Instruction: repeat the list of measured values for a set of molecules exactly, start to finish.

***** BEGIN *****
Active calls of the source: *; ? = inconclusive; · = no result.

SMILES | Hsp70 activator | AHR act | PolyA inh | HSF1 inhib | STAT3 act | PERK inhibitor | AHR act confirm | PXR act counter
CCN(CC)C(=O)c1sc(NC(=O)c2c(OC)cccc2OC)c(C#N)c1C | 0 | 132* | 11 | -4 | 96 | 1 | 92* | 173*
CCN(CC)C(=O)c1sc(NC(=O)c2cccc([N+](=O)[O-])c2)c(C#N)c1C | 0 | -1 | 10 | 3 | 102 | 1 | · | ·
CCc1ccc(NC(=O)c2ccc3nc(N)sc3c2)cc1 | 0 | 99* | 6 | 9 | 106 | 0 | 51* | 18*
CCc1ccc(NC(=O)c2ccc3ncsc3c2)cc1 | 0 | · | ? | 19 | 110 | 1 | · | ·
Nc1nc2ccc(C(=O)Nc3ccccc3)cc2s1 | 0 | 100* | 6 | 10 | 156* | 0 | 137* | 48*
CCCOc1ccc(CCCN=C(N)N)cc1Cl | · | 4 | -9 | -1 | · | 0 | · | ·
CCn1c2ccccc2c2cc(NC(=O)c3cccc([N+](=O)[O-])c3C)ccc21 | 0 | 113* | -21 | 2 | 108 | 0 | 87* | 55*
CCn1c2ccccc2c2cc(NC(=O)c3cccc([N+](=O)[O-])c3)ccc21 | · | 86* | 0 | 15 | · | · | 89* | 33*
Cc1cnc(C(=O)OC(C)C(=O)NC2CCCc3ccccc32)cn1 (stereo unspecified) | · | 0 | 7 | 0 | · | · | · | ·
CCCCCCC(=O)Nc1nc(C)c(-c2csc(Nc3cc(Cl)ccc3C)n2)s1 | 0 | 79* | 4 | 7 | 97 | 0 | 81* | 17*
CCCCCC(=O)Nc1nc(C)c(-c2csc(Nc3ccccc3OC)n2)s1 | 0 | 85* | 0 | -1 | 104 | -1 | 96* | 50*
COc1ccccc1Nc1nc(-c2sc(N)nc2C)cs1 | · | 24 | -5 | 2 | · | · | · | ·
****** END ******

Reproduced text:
Active calls of the source: *; ? = inconclusive; · = no result.

SMILES | Hsp70 activator | AHR act | PolyA inh | HSF1 inhib | STAT3 act | PERK inhibitor | AHR act confirm | PXR act counter
CCN(CC)C(=O)c1sc(NC(=O)c2c(OC)cccc2OC)c(C#N)c1C | 0 | 132* | 11 | -4 | 96 | 1 | 92* | 173*
CCN(CC)C(=O)c1sc(NC(=O)c2cccc([N+](=O)[O-])c2)c(C#N)c1C | 0 | -1 | 10 | 3 | 102 | 1 | · | ·
CCc1ccc(NC(=O)c2ccc3nc(N)sc3c2)cc1 | 0 | 99* | 6 | 9 | 106 | 0 | 51* | 18*
CCc1ccc(NC(=O)c2ccc3ncsc3c2)cc1 | 0 | · | ? | 19 | 110 | 1 | · | ·
Nc1nc2ccc(C(=O)Nc3ccccc3)cc2s1 | 0 | 100* | 6 | 10 | 156* | 0 | 137* | 48*
CCCOc1ccc(CCCN=C(N)N)cc1Cl | · | 4 | -9 | -1 | · | 0 | · | ·
CCn1c2ccccc2c2cc(NC(=O)c3cccc([N+](=O)[O-])c3C)ccc21 | 0 | 113* | -21 | 2 | 108 | 0 | 87* | 55*
CCn1c2ccccc2c2cc(NC(=O)c3cccc([N+](=O)[O-])c3)ccc21 | · | 86* | 0 | 15 | · | · | 89* | 33*
Cc1cnc(C(=O)OC(C)C(=O)NC2CCCc3ccccc32)cn1 (stereo unspecified) | · | 0 | 7 | 0 | · | · | · | ·
CCCCCCC(=O)Nc1nc(C)c(-c2csc(Nc3cc(Cl)ccc3C)n2)s1 | 0 | 79* | 4 | 7 | 97 | 0 | 81* | 17*
CCCCCC(=O)Nc1nc(C)c(-c2csc(Nc3ccccc3OC)n2)s1 | 0 | 85* | 0 | -1 | 104 | -1 | 96* | 50*
COc1ccccc1Nc1nc(-c2sc(N)nc2C)cs1 | · | 24 | -5 | 2 | · | · | · | ·